• This topic has 4 replies, 4 voices, and was last updated 2 months ago by pdw.
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  • Best laid plans – chain rotation balls up
  • Premier Icon charliemort
    Full Member

    Changed my chain ring, chain and cassette 18 months or so ago

    Sensibly, I bought 2 chains to rotate them and maximise life of cassette

    So of course new chain has sat in garage ever since

    Measured original one – it’s over the .075 (or is it .0075?) wear limit. Stuck new chain on anyway and it runs and shifts fine (no chain suck or anything) but is rumbly in lower gears (not surprisingly)

    So –
    Stick with new chain, i suspect it will get quieter with a few rides ; or shove knackered one back on and ride chain cassette and ring into the ground?

    Premier Icon Onzadog
    Free Member

    I’d say you’ve waited too long. When the new chain goes quiet, you’ll know you’ve accelerated wear on 0.75%.

    If it were me, I’d put the old chain back on and run it all to destruction, then keep the new chain for the new cassette and chainring.

    I’m assuming the cassette is the most expensive part of all that and what you’re looking to protect but it sounds like it’s already worn.

    Premier Icon scotroutes
    Full Member

    If it’s still close to the .75 mark then I’d  run the new chain. When I was doing the hire fleet that’s what we’d do and that was based on a few years/multiple bikes “testing” sample.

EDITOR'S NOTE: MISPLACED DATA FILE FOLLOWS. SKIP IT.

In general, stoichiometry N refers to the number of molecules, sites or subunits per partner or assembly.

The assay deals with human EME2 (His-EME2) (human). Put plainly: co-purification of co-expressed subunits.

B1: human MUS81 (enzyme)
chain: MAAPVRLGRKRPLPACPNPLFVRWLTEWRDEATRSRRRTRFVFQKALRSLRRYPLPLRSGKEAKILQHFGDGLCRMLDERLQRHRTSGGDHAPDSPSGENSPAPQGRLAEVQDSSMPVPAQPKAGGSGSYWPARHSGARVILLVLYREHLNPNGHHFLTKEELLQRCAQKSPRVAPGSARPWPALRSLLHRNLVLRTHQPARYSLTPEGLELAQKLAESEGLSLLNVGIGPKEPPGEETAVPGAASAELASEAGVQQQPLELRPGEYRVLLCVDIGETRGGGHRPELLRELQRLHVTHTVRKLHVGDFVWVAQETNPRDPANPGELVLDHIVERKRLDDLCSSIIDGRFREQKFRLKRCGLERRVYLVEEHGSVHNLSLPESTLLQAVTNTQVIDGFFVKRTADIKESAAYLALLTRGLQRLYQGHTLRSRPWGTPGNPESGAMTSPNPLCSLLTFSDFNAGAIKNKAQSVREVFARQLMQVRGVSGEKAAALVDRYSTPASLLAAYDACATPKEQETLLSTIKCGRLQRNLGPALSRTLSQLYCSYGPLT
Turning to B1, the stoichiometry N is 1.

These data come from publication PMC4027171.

2 chains to a cassette.

    2 cassettes to a set of chainrings.

    We didn’t “rotate” in the way that your post suggests. Keeping track of over 100 chains for more than 50 bikes would have been a step too far 😂

    Premier Icon tomtomthepipersson
    Full Member

    If it’s shifting fine then stick with the new chain.

    Premier Icon pdw
    Free Member

    If the new one works, stick with it.

    When it gets to .75%, try another one. You probably still won’t need to replace the chainring, and you might get another chain out of the cassette if you’re lucky.

    I’ve never been a fan of the “run it into the ground” approach, because I find that once they get much past 1% the drivetrain noise is unbearable. Chainrings are expensive, and should see out plenty of chains.

    I also don’t both with “rotation”: just fit a new chain before .75% and bin the old one.

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